‘Tis the season for carols. A big part of the Pepino Suave Yippy Skippy Christmas/Holiday Not to Offend People of Any Race, Creed, or Political Affiliation Spanish Program are songs of joy and thanksgiving. Some of the songs incorporated into our classroom are traditional, others are made-up on the spot, like last year’s “Santa tumbo el chocolate” (“Santa knocked over the hot chocolate”).
Yesterday, I kicked off the yuletide musical period with my somber quasi-baritone version of “Noche de Paz” (“Silent Night”). My debut performance was for my first graders, and, as they haven’t heard the song yet, they sat in silence as I belted out an inspired performance.
Mind you , these kids come from as much a musical tradition as do my in-laws (known to break out in song as if life were a musical. “Pass the potatoes” could get you a few versus of an old Dutch derge). See my picture on the upper right of your screen. It is evidence of my only musical experience, my failed ’05 Mariachi Frustrado Mexico Tour. I am sure you all recall this, my first and last concert tour of my Mariachi career (see my Autumn, ’05 entries for concert dates and entries on the side bar at right). Pepino Suave made Spinal Tap look like a serious musical effort.
Anyway, the kids are eye-balling me as only first graders can; as if Pepino Suave were a rock star. I was unsettled, though, by the sweet little girl in the first seat, directly in front of me. This little girl is the picture of innocence; a girl who unfailingly listens, greets, helps others, and finishes her addition facts before recess. Simply put, she is 30-odd pounds of sugar and spice. The girl has no hint of worldliness, cynesism, sarcasm, or spite. Yet, as I start getting whipped up (around about the, “Armonias de Paz” part), little sweety frowns, lowers her head to her desk, covers her ears with her hands, and looks up at me like a cowering poodle.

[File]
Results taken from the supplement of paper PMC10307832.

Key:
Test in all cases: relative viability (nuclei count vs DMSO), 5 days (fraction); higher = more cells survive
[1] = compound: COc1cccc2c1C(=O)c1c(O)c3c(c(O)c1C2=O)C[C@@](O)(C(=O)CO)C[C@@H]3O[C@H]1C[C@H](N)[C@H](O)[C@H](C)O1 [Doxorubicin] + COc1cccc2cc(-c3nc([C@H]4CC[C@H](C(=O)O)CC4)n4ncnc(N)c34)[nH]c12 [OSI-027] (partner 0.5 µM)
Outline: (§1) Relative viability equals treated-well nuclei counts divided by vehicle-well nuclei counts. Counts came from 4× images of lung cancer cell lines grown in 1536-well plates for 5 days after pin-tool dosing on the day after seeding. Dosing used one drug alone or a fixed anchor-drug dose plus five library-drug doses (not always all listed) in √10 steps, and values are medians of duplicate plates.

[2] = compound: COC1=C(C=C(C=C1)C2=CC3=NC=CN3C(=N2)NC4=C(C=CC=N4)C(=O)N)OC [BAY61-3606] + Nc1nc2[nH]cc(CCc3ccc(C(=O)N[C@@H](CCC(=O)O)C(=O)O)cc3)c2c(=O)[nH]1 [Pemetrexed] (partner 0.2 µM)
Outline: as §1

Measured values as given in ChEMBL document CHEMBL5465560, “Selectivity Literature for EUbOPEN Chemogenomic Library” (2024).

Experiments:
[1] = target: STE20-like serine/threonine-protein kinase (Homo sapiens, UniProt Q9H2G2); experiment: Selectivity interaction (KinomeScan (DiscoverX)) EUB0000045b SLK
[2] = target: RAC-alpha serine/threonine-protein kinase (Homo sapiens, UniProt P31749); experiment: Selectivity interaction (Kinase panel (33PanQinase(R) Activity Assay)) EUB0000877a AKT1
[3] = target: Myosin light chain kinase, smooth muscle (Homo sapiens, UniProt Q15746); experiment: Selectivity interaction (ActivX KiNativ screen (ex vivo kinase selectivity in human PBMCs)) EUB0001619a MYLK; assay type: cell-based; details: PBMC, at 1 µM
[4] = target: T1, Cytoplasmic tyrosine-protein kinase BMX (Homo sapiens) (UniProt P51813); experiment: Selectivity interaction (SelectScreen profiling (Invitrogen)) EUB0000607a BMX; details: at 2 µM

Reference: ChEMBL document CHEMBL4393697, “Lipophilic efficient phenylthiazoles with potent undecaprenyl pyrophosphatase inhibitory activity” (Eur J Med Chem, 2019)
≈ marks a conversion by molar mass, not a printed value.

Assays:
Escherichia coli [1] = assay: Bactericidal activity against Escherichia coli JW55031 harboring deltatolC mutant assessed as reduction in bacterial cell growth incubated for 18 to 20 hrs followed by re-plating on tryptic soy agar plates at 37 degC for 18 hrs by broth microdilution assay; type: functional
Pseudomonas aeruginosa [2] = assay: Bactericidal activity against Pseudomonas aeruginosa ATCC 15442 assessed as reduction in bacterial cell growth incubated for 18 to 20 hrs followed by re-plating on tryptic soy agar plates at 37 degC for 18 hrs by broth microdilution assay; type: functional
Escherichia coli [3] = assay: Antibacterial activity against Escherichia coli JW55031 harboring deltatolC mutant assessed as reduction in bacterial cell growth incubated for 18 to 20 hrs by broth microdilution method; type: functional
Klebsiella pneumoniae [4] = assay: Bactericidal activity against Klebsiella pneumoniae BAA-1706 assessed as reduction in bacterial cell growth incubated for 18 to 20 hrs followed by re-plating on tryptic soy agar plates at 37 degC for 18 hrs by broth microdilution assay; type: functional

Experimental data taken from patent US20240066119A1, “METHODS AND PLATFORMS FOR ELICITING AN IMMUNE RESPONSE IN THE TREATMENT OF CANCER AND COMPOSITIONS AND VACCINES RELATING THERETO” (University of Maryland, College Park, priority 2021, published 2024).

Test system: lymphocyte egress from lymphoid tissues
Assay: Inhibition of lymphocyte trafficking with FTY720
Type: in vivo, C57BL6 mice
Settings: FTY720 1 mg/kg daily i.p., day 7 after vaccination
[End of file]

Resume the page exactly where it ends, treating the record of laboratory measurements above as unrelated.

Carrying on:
Suddendly zapped from my musical revelry back into the reality that I have absolutly no musical inclination, and that I am singing in front of kids steeped in harmony and pantamoter (whatever), I soberly ask,
“Is my singing hurting your ears?”
Still clutching her ears, she nods her head forlornly, and is supported by classmates shouting, in chorus, “Si, si, Pepino Sauve, si. Your singing hurts our ears! Please stop. For the love of all that is Holy!”
Today I will use the CD player and the solid vocals of the famed Jose Luis Orozco.
Pepino Suave has left the building….
Canto como un sapo,
Pepino “El Mariachi Frustrado” Suave